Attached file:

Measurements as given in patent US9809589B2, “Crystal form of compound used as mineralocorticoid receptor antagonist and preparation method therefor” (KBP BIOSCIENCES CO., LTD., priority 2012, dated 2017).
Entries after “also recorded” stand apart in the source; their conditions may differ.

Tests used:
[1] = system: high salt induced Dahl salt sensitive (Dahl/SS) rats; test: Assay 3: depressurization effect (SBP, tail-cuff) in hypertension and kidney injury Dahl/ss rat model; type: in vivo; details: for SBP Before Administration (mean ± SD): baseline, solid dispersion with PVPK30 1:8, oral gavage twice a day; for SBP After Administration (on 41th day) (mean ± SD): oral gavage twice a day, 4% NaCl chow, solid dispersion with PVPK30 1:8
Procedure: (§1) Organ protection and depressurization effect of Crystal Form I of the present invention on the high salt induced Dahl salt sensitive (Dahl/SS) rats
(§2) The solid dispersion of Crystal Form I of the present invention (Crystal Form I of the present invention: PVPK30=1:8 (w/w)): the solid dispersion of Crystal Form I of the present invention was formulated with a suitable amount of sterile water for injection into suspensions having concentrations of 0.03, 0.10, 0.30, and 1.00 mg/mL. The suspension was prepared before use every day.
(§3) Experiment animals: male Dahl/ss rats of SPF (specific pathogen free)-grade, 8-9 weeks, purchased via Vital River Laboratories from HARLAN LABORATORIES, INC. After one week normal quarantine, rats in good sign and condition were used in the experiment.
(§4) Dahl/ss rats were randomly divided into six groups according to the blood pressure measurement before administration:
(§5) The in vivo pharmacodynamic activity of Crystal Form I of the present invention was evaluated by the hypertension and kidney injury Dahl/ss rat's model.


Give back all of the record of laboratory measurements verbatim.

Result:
Measurements as given in patent US9809589B2, “Crystal form of compound used as mineralocorticoid receptor antagonist and preparation method therefor” (KBP BIOSCIENCES CO., LTD., priority 2012, dated 2017).
Entries after “also recorded” stand apart in the source; their conditions may differ.

Tests used:
[1] = system: high salt induced Dahl salt sensitive (Dahl/SS) rats; test: Assay 3: depressurization effect (SBP, tail-cuff) in hypertension and kidney injury Dahl/ss rat model; type: in vivo; details: for SBP Before Administration (mean ± SD): baseline, solid dispersion with PVPK30 1:8, oral gavage twice a day; for SBP After Administration (on 41th day) (mean ± SD): oral gavage twice a day, 4% NaCl chow, solid dispersion with PVPK30 1:8
Procedure: (§1) Organ protection and depressurization effect of Crystal Form I of the present invention on the high salt induced Dahl salt sensitive (Dahl/SS) rats
(§2) The solid dispersion of Crystal Form I of the present invention (Crystal Form I of the present invention: PVPK30=1:8 (w/w)): the solid dispersion of Crystal Form I of the present invention was formulated with a suitable amount of sterile water for injection into suspensions having concentrations of 0.03, 0.10, 0.30, and 1.00 mg/mL. The suspension was prepared before use every day.
(§3) Experiment animals: male Dahl/ss rats of SPF (specific pathogen free)-grade, 8-9 weeks, purchased via Vital River Laboratories from HARLAN LABORATORIES, INC. After one week normal quarantine, rats in good sign and condition were used in the experiment.
(§4) Dahl/ss rats were randomly divided into six groups according to the blood pressure measurement before administration:
(§5) The in vivo pharmacodynamic activity of Crystal Form I of the present invention was evaluated by the hypertension and kidney injury Dahl/ss rat's model.